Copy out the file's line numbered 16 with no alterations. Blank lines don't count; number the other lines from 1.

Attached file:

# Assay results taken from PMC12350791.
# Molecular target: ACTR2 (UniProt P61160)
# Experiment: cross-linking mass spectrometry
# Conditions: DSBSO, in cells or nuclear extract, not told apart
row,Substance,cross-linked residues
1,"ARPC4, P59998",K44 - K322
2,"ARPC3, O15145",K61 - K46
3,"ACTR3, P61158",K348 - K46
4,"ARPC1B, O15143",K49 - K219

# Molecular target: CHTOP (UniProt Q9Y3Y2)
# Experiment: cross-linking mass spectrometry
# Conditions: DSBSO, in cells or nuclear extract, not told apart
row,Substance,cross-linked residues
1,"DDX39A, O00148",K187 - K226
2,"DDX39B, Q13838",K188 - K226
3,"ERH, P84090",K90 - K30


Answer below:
3,"ERH, P84090",K90 - K30